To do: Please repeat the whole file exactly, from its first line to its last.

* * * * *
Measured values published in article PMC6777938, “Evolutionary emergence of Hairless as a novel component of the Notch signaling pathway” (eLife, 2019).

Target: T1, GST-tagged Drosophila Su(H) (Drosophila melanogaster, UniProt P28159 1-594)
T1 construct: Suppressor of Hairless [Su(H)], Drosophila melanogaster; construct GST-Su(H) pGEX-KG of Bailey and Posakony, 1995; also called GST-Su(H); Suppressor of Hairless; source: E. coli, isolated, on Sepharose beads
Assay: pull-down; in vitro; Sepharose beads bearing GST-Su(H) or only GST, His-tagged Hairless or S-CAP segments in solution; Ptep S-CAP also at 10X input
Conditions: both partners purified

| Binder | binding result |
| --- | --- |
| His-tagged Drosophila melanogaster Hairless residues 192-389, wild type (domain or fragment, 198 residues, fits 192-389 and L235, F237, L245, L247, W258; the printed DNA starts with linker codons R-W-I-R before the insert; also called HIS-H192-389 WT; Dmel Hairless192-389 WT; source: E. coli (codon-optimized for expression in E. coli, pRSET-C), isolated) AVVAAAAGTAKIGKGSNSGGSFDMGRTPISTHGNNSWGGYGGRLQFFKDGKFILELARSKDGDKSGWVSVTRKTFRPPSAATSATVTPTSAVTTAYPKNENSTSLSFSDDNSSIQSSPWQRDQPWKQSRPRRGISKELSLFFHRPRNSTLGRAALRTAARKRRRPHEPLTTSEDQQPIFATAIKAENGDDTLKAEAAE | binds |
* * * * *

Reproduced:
Measured values published in article PMC6777938, “Evolutionary emergence of Hairless as a novel component of the Notch signaling pathway” (eLife, 2019).

Target: T1, GST-tagged Drosophila Su(H) (Drosophila melanogaster, UniProt P28159 1-594)
T1 construct: Suppressor of Hairless [Su(H)], Drosophila melanogaster; construct GST-Su(H) pGEX-KG of Bailey and Posakony, 1995; also called GST-Su(H); Suppressor of Hairless; source: E. coli, isolated, on Sepharose beads
Assay: pull-down; in vitro; Sepharose beads bearing GST-Su(H) or only GST, His-tagged Hairless or S-CAP segments in solution; Ptep S-CAP also at 10X input
Conditions: both partners purified

| Binder | binding result |
| --- | --- |
| His-tagged Drosophila melanogaster Hairless residues 192-389, wild type (domain or fragment, 198 residues, fits 192-389 and L235, F237, L245, L247, W258; the printed DNA starts with linker codons R-W-I-R before the insert; also called HIS-H192-389 WT; Dmel Hairless192-389 WT; source: E. coli (codon-optimized for expression in E. coli, pRSET-C), isolated) AVVAAAAGTAKIGKGSNSGGSFDMGRTPISTHGNNSWGGYGGRLQFFKDGKFILELARSKDGDKSGWVSVTRKTFRPPSAATSATVTPTSAVTTAYPKNENSTSLSFSDDNSSIQSSPWQRDQPWKQSRPRRGISKELSLFFHRPRNSTLGRAALRTAARKRRRPHEPLTTSEDQQPIFATAIKAENGDDTLKAEAAE | binds |